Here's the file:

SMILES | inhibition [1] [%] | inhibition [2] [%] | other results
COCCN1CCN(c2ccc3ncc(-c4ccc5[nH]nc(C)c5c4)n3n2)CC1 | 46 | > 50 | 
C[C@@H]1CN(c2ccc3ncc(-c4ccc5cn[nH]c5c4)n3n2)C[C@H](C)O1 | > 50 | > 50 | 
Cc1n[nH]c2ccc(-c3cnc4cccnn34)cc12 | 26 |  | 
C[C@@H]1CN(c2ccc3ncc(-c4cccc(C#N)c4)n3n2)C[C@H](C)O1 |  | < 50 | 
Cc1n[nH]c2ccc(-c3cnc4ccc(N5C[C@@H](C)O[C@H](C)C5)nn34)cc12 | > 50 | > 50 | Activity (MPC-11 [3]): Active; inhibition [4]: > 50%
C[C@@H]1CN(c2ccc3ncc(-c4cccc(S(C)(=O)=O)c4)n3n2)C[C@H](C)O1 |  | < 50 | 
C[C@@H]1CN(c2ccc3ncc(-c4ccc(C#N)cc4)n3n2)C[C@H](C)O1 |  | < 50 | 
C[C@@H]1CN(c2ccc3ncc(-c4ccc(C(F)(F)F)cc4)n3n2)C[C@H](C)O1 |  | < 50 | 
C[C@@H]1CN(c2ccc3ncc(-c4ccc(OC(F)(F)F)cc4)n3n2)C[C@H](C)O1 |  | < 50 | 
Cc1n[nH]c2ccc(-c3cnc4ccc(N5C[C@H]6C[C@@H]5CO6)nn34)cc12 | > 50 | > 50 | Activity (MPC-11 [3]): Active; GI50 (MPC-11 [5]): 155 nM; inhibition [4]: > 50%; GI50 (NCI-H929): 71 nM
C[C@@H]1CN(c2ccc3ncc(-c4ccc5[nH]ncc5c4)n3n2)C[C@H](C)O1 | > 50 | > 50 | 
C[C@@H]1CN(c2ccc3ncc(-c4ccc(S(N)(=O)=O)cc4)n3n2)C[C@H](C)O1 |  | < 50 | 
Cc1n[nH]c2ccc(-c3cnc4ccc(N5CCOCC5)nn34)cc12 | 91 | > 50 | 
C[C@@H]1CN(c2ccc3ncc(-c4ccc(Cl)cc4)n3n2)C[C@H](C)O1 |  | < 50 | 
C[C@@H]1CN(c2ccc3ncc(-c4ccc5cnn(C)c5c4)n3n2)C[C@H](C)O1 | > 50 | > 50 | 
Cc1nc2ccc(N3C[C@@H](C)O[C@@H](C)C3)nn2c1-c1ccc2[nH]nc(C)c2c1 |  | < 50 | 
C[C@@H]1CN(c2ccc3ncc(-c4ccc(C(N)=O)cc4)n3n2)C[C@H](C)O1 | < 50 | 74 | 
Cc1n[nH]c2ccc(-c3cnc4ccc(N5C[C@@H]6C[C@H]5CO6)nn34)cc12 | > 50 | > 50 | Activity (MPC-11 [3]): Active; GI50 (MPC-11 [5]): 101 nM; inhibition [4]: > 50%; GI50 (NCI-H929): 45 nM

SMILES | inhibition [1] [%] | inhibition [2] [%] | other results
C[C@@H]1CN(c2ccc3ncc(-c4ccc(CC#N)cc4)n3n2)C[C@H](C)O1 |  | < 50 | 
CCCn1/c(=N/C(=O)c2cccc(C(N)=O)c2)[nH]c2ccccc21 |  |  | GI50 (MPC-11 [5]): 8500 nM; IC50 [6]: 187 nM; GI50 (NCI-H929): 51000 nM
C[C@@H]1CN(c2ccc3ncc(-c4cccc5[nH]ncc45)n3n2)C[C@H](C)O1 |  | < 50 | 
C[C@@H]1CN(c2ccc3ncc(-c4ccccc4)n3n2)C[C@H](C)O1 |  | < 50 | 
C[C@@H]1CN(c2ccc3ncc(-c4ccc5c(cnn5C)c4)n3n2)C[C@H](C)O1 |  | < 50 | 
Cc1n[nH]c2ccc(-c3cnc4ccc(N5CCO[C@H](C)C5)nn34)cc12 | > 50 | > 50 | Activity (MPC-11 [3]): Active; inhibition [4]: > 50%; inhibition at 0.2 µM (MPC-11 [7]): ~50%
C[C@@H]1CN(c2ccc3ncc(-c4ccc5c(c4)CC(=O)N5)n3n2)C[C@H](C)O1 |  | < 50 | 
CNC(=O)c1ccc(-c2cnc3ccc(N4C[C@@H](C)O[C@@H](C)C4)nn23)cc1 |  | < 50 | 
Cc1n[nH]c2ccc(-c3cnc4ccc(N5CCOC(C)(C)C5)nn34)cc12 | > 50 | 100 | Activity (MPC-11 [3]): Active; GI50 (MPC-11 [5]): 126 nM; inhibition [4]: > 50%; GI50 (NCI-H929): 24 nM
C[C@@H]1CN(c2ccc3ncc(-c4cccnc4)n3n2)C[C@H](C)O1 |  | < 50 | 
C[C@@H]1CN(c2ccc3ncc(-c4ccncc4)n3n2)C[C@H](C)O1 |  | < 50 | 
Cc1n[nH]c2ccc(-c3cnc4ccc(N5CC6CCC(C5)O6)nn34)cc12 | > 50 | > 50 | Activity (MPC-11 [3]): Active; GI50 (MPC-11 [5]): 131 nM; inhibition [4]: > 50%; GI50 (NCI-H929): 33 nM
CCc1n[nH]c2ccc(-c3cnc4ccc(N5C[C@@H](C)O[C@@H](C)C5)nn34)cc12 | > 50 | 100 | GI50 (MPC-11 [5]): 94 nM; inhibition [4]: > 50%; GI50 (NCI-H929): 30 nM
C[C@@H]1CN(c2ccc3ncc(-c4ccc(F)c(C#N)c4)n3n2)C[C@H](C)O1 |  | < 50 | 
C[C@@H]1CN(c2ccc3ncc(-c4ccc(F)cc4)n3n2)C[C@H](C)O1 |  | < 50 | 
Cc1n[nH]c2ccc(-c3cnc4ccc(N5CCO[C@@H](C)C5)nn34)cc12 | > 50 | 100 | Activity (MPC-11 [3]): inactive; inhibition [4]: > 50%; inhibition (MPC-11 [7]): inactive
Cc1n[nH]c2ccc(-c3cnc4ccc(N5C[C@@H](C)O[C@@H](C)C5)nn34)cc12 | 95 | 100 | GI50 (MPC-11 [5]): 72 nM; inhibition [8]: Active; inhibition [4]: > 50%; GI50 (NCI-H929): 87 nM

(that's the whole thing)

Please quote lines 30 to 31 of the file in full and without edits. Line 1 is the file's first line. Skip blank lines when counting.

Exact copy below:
C[C@@H]1CN(c2ccc3ncc(-c4cccnc4)n3n2)C[C@H](C)O1 |  | < 50 | 
C[C@@H]1CN(c2ccc3ncc(-c4ccncc4)n3n2)C[C@H](C)O1 |  | < 50 | 